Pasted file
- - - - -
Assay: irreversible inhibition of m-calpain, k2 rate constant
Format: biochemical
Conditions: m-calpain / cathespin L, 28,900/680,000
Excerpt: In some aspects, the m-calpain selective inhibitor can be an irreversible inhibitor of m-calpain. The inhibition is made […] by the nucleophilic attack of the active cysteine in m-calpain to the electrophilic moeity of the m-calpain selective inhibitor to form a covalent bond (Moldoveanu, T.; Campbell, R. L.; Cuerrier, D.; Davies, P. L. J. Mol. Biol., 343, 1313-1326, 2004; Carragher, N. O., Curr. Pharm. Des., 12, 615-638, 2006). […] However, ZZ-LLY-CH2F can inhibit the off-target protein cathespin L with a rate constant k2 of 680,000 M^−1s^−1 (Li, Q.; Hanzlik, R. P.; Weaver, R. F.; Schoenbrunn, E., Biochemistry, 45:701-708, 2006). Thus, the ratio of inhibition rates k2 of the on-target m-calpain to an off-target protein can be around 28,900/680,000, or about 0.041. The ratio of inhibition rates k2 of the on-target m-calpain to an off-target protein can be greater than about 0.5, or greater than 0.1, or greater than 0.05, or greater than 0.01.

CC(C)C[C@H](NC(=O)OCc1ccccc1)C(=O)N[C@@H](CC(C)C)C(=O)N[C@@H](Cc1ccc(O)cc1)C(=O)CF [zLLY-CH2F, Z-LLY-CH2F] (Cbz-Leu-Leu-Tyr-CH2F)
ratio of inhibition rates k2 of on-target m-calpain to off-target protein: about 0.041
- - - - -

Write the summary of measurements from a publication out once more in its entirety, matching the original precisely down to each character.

Assay: irreversible inhibition of m-calpain, k2 rate constant
Format: biochemical
Conditions: m-calpain / cathespin L, 28,900/680,000
Excerpt: In some aspects, the m-calpain selective inhibitor can be an irreversible inhibitor of m-calpain. The inhibition is made […] by the nucleophilic attack of the active cysteine in m-calpain to the electrophilic moeity of the m-calpain selective inhibitor to form a covalent bond (Moldoveanu, T.; Campbell, R. L.; Cuerrier, D.; Davies, P. L. J. Mol. Biol., 343, 1313-1326, 2004; Carragher, N. O., Curr. Pharm. Des., 12, 615-638, 2006). […] However, ZZ-LLY-CH2F can inhibit the off-target protein cathespin L with a rate constant k2 of 680,000 M^−1s^−1 (Li, Q.; Hanzlik, R. P.; Weaver, R. F.; Schoenbrunn, E., Biochemistry, 45:701-708, 2006). Thus, the ratio of inhibition rates k2 of the on-target m-calpain to an off-target protein can be around 28,900/680,000, or about 0.041. The ratio of inhibition rates k2 of the on-target m-calpain to an off-target protein can be greater than about 0.5, or greater than 0.1, or greater than 0.05, or greater than 0.01.

CC(C)C[C@H](NC(=O)OCc1ccccc1)C(=O)N[C@@H](CC(C)C)C(=O)N[C@@H](Cc1ccc(O)cc1)C(=O)CF [zLLY-CH2F, Z-LLY-CH2F] (Cbz-Leu-Leu-Tyr-CH2F)
ratio of inhibition rates k2 of on-target m-calpain to off-target protein: about 0.041